Why Does My Cat Chase?

By: McAfee Animal Hospital Last Updated: December 27, 2013

Chasing-CatCats chase. It’s what they do. Being born predators, they normally go after small prey or toys that mimic prey or maybe each other for fun and practice. But why would a cat chase a human?

I’ve had a lot of owners come in with wounds from their cats playing with them inappropriately,” says Sharon Crowell-Davis, DVM, DACVB, professor at the College of Veterinary Medicine at the University of Georgia. “We sometimes encounter a behavioral problem in cats when they’re confined to a house and don’t have adequate or appropriate opportunities for play," says Dr.Crowell-Davis. "They discover the game of chasing the human and pretend that a leg is a mouse or other prey and jump on it and try to ‘kill’ it.

When Play Is Fun
What if your cat doesn’t pounce for the kill but just occasionally gives chase when you, say, carry the dishes into the kitchen? “If your cat simply chases you and stops short, she has discovered a very functional form of play,” says Dr. Crowell-Davis. “It’s an inhibited and modified form of hunting behavior. So when she’s in that mood, that would be a good time to grab a ball and toss it and roll it since she is wanting the stimulation.” The same applies to stalking too, as long as it remains play behavior and doesn't end with an attack. “If you have a cat who tends to follow you around the house — walking, stalking or chasing — then you’ve got a cat who is fairly attached to you socially and wants to be near you because of that social attachment.”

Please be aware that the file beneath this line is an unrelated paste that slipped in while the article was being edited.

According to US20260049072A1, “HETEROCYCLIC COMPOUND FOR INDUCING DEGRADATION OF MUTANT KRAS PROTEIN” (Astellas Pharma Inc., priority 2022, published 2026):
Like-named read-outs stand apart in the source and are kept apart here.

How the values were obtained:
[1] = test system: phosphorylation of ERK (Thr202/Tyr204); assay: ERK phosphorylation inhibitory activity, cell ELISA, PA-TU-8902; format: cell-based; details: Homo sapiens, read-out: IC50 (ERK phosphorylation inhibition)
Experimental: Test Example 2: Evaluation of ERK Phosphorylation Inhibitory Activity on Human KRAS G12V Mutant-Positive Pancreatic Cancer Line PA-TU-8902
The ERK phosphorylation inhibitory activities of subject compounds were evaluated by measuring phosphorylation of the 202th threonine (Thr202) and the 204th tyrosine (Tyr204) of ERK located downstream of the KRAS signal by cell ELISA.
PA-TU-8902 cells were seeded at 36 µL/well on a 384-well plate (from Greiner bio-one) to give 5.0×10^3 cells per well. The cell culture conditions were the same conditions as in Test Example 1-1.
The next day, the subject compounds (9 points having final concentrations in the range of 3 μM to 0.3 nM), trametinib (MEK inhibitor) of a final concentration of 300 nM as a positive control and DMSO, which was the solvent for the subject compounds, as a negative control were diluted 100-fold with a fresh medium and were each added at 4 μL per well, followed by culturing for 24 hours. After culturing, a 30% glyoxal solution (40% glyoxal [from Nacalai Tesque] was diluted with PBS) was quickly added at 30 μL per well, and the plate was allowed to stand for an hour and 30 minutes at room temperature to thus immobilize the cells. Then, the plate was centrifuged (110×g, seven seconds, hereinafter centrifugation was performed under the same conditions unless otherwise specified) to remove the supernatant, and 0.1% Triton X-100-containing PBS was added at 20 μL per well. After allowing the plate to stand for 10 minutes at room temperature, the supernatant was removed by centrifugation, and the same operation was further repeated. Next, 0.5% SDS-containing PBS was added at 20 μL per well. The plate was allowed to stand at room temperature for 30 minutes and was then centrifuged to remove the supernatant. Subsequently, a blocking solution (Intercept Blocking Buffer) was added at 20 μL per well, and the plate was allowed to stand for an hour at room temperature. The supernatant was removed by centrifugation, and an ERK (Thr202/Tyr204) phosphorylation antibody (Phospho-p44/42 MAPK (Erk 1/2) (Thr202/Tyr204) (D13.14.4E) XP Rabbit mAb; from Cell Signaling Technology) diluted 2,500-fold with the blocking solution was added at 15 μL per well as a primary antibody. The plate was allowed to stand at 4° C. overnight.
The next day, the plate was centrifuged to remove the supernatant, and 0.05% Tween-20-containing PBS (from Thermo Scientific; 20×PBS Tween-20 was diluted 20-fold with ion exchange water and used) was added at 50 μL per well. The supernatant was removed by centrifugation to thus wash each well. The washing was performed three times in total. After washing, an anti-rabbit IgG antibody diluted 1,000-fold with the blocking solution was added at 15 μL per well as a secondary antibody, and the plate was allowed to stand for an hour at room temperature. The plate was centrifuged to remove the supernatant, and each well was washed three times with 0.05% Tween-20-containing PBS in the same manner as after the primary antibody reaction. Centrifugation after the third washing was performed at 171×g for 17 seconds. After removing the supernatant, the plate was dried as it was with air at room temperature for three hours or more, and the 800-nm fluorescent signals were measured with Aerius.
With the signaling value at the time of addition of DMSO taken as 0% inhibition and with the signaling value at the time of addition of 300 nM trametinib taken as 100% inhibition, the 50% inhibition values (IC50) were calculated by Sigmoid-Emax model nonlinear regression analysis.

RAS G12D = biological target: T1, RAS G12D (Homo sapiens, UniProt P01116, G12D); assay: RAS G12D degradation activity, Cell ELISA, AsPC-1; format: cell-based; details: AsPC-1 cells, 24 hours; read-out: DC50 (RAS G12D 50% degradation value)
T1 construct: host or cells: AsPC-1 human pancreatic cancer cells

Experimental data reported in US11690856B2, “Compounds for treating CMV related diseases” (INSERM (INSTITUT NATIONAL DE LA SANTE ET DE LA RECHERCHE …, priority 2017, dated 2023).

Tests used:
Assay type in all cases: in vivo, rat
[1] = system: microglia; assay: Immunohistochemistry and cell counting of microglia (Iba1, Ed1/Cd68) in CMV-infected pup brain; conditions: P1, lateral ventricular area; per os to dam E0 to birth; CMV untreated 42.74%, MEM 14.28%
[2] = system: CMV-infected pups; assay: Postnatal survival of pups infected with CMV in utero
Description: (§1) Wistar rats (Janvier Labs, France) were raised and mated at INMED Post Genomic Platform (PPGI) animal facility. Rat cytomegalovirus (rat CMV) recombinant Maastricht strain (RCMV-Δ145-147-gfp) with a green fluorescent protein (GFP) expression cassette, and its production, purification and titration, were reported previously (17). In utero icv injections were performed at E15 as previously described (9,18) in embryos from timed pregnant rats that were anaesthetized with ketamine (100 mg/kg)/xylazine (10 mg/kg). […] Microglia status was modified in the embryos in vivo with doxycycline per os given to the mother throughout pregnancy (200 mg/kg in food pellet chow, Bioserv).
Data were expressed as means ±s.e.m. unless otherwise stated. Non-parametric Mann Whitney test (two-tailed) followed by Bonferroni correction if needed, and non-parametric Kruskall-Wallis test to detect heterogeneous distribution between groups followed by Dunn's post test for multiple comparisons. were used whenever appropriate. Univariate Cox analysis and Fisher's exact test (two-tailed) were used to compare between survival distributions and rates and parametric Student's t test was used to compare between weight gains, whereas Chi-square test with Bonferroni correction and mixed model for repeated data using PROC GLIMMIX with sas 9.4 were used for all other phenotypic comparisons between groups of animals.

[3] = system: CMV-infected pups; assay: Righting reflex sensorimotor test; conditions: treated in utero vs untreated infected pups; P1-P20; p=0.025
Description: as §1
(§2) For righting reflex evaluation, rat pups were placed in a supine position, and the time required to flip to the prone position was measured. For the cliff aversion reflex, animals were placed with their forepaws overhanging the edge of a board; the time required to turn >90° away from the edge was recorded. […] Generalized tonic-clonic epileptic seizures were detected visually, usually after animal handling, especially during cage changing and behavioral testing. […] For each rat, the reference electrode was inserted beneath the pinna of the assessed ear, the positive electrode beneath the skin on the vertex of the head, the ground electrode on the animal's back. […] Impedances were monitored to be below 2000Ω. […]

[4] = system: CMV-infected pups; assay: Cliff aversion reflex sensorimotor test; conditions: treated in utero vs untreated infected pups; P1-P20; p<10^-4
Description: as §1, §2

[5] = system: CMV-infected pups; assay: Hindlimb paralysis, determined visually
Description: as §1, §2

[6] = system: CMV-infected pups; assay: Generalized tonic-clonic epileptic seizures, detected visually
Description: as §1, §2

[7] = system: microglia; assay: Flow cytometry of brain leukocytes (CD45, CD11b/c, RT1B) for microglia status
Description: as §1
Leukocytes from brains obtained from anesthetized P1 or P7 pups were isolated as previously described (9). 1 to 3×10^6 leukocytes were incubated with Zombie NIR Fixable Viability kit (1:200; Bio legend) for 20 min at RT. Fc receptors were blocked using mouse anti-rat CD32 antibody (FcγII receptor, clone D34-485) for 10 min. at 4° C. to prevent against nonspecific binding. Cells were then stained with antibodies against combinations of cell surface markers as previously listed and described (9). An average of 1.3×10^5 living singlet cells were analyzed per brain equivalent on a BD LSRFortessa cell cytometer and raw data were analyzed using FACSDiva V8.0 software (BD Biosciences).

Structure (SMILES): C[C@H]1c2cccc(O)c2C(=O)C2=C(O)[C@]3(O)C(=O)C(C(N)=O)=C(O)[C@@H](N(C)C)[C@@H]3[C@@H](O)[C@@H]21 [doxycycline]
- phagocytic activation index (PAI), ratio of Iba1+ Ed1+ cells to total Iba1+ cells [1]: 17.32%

Dr.Crowell-Davis also notes that cats like to play tag. “At my home I have a large fenced outside area for my cats, and I frequently see them playing tag,” she says. “Sometimes when my daughter is in the backyard, she’ll engage in that game of cat tag. Everybody runs around and jumps and takes turns chasing each other.” Dr. Crowell-Davis admits that the rules of cat tag are not identical to human tag, but the results are the same: fun! “Especially when four or five of my younger and more energetic cats start playing,” says Dr. Crowell-Davis. “One cat will charge another, and then another cat will jump into the air, and the one that jumped first will run away, and the one that jumped next will run after it...that is a normal form of feline behavior.”

Click here to read more from vetstreet.com about cats at play!